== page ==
Chennai, India - MRF (Madras Rubber Factory) chose Salalah as the best location for a retreading factory in Oman. The factory opened under the auspices of Abdullah bin Salim Mahad al Rawas head of Oman Chamber of Commerce (OCCI) branch in the governorate of Dhofar. Akram Hassan Abdullah al Murazza director general Ministry of Commerce & Industry was also present on this occasion besides many other representatives of the other ministries.
With an initial production capacity of 1500 tyres for ten tonne and above trucks and tractors the factory has an expandable capacity of more than 300 tyres per month. With this there are about six to seven retreading factories of different brands in Oman. A technical and sales delegation of MRF comprising Inbaraj, Senior Manager- Export Sales; P Bakthavathsalam Assistant Manager- Technical; and Prakash Hulji of MRF's Dubai branch came to Salalah to mark the launch of the factory.
The factory will work under Al Aetifaq United Trading & Contracting Co LLC having its partners Dr Anwar Mohammed Abdul Aziz al Rawas chairman Sheikh Salim Abdullah Salim al Rawas deputy chairman Manpreet Singh CEO and managing director Khalid Abdullah al Rawas director and Preetinder Kaur director. Terming this to be a landmark occasion for MRF's retreaded tyres in Oman Inbaraj listed many benefits of retreaded tyres in terms of cost cutting environment protection and safety without any compromise with quality.
'New tyre is a new tyre. We do not compare a retreaded tyre with a new tyre. But what we are offering here is 85 per cent mileage which is only 15 per cent less than the new one and these tyres are available only at 25 or 30 per cent of a new tyre' he said while commenting on economic value of the product.
Moreover about 22 gallons of petroleum product is used in making one new tyre. This can easily be curtailed by going for retreaded tyres. 'There may not be crisis of petroleum products still a lot of oil can be saved and a country can create favorable balance of trade importing less number of tyres' he said. Commenting on global practice and reliability of retreaded tyres Inbaraj said: 'Retreaded tyres are used worldwide in countries like USA UK Australia Malaysia India. Retreaded tyres are even used in aircrafts and they are legally approved worldwide. Retread factories in Oman follow GCC standards and have its license issued by Chamber of Commerce and Municipality'. Retreading is a process that provides tyres with a second life by giving a new tread to a worn tyre. The worn tread is buffed away and a new tread is bonded to the tyre casing.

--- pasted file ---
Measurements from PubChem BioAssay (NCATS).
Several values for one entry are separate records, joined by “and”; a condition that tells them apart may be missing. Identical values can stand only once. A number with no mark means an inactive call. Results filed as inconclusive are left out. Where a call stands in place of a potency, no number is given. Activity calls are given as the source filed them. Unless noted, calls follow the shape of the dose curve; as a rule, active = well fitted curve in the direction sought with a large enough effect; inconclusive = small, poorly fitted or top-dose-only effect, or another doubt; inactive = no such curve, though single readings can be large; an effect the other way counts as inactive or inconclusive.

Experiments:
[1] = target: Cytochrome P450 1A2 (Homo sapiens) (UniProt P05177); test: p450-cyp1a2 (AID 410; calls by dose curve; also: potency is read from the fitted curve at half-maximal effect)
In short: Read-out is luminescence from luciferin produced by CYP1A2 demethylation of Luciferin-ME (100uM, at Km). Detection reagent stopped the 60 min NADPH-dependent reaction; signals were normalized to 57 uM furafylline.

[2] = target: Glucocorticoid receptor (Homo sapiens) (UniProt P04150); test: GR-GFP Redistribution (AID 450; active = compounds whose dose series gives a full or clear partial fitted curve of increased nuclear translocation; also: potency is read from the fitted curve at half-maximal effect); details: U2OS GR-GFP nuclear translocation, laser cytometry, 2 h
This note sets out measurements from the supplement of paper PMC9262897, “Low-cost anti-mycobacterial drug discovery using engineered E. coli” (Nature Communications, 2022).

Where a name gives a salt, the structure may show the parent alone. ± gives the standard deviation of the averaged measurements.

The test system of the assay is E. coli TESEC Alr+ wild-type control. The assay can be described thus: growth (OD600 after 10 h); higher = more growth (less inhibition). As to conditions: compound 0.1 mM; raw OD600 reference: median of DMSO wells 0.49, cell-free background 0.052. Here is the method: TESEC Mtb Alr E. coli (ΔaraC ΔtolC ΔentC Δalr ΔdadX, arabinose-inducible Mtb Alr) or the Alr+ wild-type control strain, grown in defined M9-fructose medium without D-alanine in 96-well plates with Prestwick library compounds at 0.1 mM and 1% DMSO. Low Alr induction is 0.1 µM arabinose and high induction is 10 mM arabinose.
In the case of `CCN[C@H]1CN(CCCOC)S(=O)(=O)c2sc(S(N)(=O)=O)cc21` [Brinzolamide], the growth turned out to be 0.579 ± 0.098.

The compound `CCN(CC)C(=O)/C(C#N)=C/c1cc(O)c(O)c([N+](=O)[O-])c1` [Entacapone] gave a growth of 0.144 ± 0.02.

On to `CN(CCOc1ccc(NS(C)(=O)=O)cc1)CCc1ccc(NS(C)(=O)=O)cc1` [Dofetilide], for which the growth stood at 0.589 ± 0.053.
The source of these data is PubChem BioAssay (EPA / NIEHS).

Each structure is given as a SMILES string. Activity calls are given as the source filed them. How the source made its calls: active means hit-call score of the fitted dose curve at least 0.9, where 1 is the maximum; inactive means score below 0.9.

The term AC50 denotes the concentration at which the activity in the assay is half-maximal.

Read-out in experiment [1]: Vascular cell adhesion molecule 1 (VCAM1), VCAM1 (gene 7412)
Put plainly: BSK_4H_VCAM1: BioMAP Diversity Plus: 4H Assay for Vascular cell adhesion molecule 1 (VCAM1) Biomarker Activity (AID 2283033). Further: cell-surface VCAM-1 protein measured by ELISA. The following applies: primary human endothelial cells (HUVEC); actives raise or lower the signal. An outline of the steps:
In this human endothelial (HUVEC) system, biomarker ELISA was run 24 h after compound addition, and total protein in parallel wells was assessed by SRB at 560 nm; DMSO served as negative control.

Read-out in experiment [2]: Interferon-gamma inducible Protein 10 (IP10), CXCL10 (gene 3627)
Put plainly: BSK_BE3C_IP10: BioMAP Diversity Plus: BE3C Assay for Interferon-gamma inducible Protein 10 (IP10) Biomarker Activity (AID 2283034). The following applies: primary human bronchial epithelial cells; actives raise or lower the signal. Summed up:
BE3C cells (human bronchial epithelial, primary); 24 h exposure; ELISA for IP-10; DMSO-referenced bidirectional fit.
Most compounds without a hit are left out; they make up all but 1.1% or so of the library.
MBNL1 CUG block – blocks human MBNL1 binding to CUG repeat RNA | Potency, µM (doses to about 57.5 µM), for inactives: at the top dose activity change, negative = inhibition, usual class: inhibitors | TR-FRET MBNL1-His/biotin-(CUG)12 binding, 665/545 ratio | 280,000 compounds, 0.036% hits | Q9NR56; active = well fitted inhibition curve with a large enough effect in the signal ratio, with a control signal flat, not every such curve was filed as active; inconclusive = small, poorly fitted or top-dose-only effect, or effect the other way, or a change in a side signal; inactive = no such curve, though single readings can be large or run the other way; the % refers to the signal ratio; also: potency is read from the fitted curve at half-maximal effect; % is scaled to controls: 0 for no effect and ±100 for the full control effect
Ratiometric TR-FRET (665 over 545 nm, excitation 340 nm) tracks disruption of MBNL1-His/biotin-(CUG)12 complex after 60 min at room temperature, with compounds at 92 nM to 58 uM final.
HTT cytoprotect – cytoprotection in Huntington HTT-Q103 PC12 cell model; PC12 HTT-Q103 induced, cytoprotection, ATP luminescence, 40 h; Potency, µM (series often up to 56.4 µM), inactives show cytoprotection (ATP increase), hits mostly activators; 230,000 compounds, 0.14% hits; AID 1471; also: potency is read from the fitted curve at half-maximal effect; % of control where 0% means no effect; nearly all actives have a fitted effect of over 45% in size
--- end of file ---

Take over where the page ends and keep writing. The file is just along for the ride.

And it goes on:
The techniques are similar to the manufacturing of a new tyre that is bonding a new tread through the application of heat and pressure for a predetermined time. Commenting on its environmental aspect, Inbaraj said ' Retreads are environment friendly. Retreading is a recycling process and in one way helps preserve and sustain our environment. Tyres are basically petro-chemical products. It takes approximately 22 gallons of oil to manufacture one new truck tyre.
Most of the oil is used in the casing something which is reused in the retreading process. As a result it takes only approximately seven gallons of oil to produce a retread. Wide based truck tires save even more fuel. A medium sized fleet using only 500 tyres a year would therefore help save more than 27500lt of oil annually.
In addition the disposal of casings in landfills is considerably reduced. So retreads are in fact recycled tyres that conserve oil and make a positive contribution to sustainable development'.
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